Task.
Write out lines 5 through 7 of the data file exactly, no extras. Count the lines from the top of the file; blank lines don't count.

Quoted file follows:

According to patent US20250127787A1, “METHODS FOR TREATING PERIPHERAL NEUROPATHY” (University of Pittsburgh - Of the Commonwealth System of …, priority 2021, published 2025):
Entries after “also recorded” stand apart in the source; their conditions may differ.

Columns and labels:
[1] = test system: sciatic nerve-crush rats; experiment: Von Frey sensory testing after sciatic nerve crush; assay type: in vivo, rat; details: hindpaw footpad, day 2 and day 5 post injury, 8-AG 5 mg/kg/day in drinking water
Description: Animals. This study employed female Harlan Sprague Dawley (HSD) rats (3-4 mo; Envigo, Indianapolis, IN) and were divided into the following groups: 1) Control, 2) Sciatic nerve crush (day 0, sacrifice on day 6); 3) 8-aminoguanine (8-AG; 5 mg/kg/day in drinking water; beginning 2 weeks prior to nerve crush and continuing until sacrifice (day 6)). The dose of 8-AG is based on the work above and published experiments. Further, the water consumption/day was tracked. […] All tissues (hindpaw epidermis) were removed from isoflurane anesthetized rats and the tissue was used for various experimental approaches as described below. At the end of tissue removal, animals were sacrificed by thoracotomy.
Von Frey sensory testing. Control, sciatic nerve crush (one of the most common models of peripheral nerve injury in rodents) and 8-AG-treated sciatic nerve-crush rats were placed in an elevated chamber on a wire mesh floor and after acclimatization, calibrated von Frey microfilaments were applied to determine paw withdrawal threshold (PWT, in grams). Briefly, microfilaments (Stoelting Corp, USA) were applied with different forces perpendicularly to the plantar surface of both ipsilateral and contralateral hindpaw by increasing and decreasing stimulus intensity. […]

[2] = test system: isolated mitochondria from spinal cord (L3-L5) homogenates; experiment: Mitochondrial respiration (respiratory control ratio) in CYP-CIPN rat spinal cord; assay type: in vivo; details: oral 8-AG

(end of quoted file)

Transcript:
Description: Animals. This study employed female Harlan Sprague Dawley (HSD) rats (3-4 mo; Envigo, Indianapolis, IN) and were divided into the following groups: 1) Control, 2) Sciatic nerve crush (day 0, sacrifice on day 6); 3) 8-aminoguanine (8-AG; 5 mg/kg/day in drinking water; beginning 2 weeks prior to nerve crush and continuing until sacrifice (day 6)). The dose of 8-AG is based on the work above and published experiments. Further, the water consumption/day was tracked. […] All tissues (hindpaw epidermis) were removed from isoflurane anesthetized rats and the tissue was used for various experimental approaches as described below. At the end of tissue removal, animals were sacrificed by thoracotomy.
Von Frey sensory testing. Control, sciatic nerve crush (one of the most common models of peripheral nerve injury in rodents) and 8-AG-treated sciatic nerve-crush rats were placed in an elevated chamber on a wire mesh floor and after acclimatization, calibrated von Frey microfilaments were applied to determine paw withdrawal threshold (PWT, in grams). Briefly, microfilaments (Stoelting Corp, USA) were applied with different forces perpendicularly to the plantar surface of both ipsilateral and contralateral hindpaw by increasing and decreasing stimulus intensity. […]

[2] = test system: isolated mitochondria from spinal cord (L3-L5) homogenates; experiment: Mitochondrial respiration (respiratory control ratio) in CYP-CIPN rat spinal cord; assay type: in vivo; details: oral 8-AG